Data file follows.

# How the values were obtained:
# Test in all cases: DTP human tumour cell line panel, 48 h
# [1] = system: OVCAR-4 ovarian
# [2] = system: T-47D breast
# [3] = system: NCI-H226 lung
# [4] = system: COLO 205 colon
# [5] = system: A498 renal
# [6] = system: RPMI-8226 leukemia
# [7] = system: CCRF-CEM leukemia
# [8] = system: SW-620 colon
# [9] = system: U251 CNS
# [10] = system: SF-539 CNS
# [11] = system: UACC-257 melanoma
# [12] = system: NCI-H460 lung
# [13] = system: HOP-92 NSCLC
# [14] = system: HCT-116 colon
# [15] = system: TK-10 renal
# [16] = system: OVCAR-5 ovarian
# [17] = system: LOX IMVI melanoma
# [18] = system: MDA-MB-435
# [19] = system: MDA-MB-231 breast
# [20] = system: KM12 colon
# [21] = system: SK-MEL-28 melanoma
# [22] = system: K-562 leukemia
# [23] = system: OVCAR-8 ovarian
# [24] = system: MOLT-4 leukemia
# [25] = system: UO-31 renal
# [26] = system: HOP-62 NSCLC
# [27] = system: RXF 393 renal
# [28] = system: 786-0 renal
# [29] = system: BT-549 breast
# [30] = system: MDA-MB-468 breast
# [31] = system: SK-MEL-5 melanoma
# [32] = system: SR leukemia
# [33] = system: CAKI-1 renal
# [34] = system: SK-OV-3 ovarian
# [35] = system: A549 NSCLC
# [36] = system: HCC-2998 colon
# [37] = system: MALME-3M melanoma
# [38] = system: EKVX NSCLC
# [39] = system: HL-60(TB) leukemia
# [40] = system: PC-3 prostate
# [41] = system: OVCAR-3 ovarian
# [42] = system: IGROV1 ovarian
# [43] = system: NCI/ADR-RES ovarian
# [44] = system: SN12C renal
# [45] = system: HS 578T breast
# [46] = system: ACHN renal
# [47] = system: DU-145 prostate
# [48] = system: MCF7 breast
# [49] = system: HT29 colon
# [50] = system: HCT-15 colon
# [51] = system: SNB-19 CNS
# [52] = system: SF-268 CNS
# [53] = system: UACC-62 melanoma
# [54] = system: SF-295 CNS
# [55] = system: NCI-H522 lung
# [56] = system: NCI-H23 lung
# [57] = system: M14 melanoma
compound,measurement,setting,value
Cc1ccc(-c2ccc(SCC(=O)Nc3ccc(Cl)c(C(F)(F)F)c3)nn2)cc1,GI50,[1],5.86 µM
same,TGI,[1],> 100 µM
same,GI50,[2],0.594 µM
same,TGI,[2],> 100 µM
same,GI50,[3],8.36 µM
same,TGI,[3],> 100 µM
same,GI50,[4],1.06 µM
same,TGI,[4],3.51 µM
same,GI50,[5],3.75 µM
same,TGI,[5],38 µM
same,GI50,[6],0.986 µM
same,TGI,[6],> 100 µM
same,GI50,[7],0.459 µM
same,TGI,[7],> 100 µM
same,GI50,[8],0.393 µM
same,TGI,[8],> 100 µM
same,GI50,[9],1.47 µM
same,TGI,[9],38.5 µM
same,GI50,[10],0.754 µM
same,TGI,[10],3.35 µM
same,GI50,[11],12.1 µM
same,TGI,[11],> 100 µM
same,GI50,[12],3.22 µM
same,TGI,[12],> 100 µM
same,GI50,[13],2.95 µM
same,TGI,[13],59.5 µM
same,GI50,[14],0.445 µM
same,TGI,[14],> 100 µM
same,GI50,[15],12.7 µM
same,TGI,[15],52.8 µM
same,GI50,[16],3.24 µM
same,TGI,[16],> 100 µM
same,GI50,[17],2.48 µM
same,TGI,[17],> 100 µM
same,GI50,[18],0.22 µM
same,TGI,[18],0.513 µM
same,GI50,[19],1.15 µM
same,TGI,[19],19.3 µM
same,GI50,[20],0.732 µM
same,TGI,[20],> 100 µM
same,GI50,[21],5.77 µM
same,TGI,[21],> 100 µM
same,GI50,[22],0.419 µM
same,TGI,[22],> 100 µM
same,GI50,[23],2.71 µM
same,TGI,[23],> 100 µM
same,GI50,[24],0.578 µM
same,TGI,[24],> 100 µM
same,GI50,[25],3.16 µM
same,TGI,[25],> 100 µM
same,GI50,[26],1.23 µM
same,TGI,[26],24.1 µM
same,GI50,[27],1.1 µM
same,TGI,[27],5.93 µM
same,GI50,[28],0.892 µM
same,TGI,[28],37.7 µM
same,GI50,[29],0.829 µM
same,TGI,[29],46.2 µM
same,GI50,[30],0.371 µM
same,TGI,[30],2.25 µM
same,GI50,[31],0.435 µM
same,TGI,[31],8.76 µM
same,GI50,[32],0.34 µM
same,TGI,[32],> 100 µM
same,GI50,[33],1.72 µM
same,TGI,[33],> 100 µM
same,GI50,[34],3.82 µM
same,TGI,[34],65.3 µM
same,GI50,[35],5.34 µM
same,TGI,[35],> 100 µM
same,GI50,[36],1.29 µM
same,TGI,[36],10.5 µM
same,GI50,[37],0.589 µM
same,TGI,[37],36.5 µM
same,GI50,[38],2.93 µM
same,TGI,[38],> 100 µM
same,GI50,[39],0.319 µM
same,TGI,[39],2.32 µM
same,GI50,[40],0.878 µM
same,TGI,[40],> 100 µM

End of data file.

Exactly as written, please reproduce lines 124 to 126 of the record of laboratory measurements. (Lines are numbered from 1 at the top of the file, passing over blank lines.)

same,TGI,[32],> 100 µM
same,GI50,[33],1.72 µM
same,TGI,[33],> 100 µM